We’ll cut to the chase: The terms sushi- and sashimi-grade are meaningless. That’s because no one — not the Food and Drug Administration (FDA), nor the U.S. Department of Agriculture (USDA) — regulates the designation. Instead, it’s used to market fish to consumers who don’t know any better.
“It's like a Wild West out there when it comes to what [sushi-grade fish] means,” chef and food writer Nathaniel Lee tells Cheapism. “Some say it's prime, top-notch fish, while others raise their eyebrows and give it the side-eye.”
Despite the label’s lack of definition or regulation, it persists at fish markets and grocery stores. Even Food & Wine magazine uses the term, defining it as “the best quality fish you can buy,” when, in reality, you could buy a goldfish from PetCo and call it sushi-grade.
“The lack of standardization has led to confusion among consumers, leaving them questioning [the label’s] authenticity and whether it's truly worth the premium price,” says Emma Parker, a fish expert and co-founder of The Trout Fish, a fishing website.
Note: This article is about fish (vertebrates), not shellfish (invertebrates).
Shopping for High-Quality Fish
Because the label lacks a standardized definition, home cooks have to rely on other means to find safe-to-eat raw fish. We offer a few common guidelines that, while not foolproof, will help you find high-quality, parasite-free raw fish.
Buy Previously Frozen Fish
The main concern with raw fish is that it contains parasites. To reduce the risk of eating infected fish, the FDA recommends freezing fish at temperatures as low as -31 degrees Fahrenheit. Given that you can’t reach these temperatures with a commercial freezer, you should ask whether your fish has been previously frozen in a super freezer. If done properly, this will kill parasites.
Shop for Tuna and Farmed Fish
Both large species of tuna and farmed fish are not considered parasite hazards, though they’re safe for different reasons. Certain species of tuna have been eaten raw so often and with so few parasitic infections that the FDA doesn’t consider them a risk. On the other hand, farmed fish (Serious Eats recommends salmon) don’t eat parasite-carrying prey, and so they shouldn’t infect consumers either. “Species that normally have a parasite hazard as a result of consuming infected prey apparently do not have the same parasite hazard when raised only on pelleted feed in an aquaculture operation,” the FDA explains. Consequently, your best bet is to buy fresh marine tuna and farmed fish to avoid infection.
Look for Whole Fish
In an interview with Serious Eats, restaurateur and sushi chef Yuji Haraguchi says that it’s best to buy whole fish from the market, as it’s easier to gauge freshness and prepare the fish yourself. That said, you’ll have to know how to scale, gut, and cut the fish yourself.
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Avoid Freshwater Species
Talk to a Fishmonger
Unless you’re an expert, you’re sort of at the mercy of fishmongers and food labels. The Trout Fish's Emma Parker encourages customers to engage in “transparent dialogue” with suppliers, making sure to “ask questions about the sourcing and handling practices” of the fish.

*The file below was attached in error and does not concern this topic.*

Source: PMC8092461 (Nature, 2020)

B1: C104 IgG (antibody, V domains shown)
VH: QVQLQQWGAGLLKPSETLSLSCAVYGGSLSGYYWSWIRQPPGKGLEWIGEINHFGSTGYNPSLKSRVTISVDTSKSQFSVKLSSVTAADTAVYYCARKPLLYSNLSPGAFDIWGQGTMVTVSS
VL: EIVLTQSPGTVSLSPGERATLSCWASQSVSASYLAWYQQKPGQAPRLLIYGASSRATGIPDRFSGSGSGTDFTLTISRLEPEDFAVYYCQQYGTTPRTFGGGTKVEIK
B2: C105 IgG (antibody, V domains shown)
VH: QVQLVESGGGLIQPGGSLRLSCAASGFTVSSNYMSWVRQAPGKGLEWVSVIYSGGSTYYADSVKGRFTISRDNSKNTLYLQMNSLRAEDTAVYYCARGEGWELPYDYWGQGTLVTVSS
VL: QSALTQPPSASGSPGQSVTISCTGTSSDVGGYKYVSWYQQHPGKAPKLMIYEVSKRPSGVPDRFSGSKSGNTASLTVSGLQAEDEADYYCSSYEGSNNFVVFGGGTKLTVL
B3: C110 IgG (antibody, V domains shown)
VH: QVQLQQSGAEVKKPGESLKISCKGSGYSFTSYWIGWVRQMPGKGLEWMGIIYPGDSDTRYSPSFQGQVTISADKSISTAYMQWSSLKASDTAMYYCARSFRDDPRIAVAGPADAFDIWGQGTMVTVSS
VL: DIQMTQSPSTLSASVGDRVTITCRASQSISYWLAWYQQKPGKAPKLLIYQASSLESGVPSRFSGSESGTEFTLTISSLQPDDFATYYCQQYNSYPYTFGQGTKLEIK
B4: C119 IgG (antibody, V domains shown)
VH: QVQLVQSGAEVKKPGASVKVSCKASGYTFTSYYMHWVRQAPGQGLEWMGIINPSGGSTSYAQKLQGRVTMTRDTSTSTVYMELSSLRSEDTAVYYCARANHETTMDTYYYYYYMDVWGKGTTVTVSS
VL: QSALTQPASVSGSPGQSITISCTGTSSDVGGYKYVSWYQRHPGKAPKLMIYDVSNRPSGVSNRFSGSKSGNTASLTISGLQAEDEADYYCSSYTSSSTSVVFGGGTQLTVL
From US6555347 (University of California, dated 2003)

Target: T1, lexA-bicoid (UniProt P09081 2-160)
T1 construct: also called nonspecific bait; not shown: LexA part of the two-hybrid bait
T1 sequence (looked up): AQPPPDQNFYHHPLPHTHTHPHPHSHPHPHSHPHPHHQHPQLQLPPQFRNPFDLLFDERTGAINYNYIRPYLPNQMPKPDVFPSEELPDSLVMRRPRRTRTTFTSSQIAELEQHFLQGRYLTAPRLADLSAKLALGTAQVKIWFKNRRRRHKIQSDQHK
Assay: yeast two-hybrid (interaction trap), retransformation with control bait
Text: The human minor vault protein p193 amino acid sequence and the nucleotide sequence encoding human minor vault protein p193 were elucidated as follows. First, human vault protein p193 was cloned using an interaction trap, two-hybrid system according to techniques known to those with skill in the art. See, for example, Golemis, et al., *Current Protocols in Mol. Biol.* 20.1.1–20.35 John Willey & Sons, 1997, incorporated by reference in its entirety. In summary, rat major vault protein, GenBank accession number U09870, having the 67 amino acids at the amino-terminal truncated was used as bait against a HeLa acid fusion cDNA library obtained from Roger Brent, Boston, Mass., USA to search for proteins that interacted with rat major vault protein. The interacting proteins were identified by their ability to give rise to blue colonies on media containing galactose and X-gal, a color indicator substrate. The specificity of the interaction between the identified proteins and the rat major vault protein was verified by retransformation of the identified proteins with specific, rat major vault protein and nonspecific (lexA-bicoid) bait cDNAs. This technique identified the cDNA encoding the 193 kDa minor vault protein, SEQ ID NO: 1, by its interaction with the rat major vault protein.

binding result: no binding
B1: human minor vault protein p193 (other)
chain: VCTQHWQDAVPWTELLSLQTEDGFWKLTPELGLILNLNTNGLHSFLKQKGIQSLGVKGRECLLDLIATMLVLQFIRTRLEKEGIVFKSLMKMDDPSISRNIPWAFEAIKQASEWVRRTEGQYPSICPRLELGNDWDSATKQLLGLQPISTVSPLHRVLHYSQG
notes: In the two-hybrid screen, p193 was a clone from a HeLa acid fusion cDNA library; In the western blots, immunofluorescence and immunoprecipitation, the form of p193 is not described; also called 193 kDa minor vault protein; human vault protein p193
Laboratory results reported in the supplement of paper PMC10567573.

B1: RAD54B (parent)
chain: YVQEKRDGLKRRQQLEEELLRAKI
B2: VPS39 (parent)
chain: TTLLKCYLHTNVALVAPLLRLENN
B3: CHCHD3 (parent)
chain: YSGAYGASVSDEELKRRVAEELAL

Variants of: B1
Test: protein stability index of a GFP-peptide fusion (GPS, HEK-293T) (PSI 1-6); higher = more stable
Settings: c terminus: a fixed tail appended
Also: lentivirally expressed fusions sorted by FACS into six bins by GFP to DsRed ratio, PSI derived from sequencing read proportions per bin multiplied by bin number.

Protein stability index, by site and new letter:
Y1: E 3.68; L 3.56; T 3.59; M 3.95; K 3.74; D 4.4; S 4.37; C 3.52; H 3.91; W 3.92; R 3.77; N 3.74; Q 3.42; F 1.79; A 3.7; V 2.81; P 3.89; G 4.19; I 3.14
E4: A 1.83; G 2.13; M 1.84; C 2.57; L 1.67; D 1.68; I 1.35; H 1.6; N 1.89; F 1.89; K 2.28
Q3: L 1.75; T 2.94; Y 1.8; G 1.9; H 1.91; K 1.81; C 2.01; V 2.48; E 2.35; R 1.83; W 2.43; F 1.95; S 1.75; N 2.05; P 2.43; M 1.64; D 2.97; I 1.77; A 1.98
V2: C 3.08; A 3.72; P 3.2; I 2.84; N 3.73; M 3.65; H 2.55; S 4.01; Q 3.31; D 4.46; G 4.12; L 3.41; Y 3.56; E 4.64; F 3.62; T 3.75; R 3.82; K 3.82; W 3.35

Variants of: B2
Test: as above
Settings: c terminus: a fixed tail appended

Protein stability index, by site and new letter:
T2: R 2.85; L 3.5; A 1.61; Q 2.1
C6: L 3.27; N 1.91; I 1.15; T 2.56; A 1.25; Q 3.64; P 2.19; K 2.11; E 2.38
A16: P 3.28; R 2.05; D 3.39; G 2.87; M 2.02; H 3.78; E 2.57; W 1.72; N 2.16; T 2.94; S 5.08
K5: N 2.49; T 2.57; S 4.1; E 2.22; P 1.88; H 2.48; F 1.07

Properly Store and Prepare Your Fish
Bacterial contamination is a greater risk than parasites, according to experts who spoke to Serious Eats. It's therefore paramount to ensure that the fish market and consumer properly store and prepare the meat, keeping it below 40 degrees Fahrenheit and maintaining clean hands and surfaces.
The Bottom Line
While some sushi-grade fish is no doubt of the highest quality, the label is meaningless. But that doesn’t mean you can’t serve raw fish at home. If you stick to fresh marine and/or farmed fish that’s been treated in a super freezer, you can significantly reduce the chance that your fish is infected with parasites. In the end, however, you should realize that eating raw fish comes with risks, even if you do follow every possible precaution. If you can’t accept that, then you may want to leave raw fish to the experts.
A few things to remember:
Only shop for marine and/or farmed fish
Stick to tuna and farmed salmon
If possible, buy fish that has been treated in a super freezer
Communicate with your local fishmonger
Properly store and prepare your fish
Frequently Asked Questions
What makes fish sushi-grade?
Since there’s no regulator who dictates what is and isn’t sushi- or sashimi-grade, the label carries little weight. Even if farmers, retailers, and fish markets use the label, it’s a meaningless term used simply to market the fish.
Where can I buy sushi-grade fish?
Sushi-grade isn’t a meaningful label. Instead, look for fish that’s been farmed and/or treated in a super freezer.
Is Costco salmon sushi grade?
Ignore the sushi-grade labels at Costco and simply buy farmed salmon. The Sushi Guy, a popular TikToker, makes sashimi using a filet of farmed salmon from Costco. Even if it hasn't been treated in a super freezer, it should be relatively safe to eat because the fish is farmed.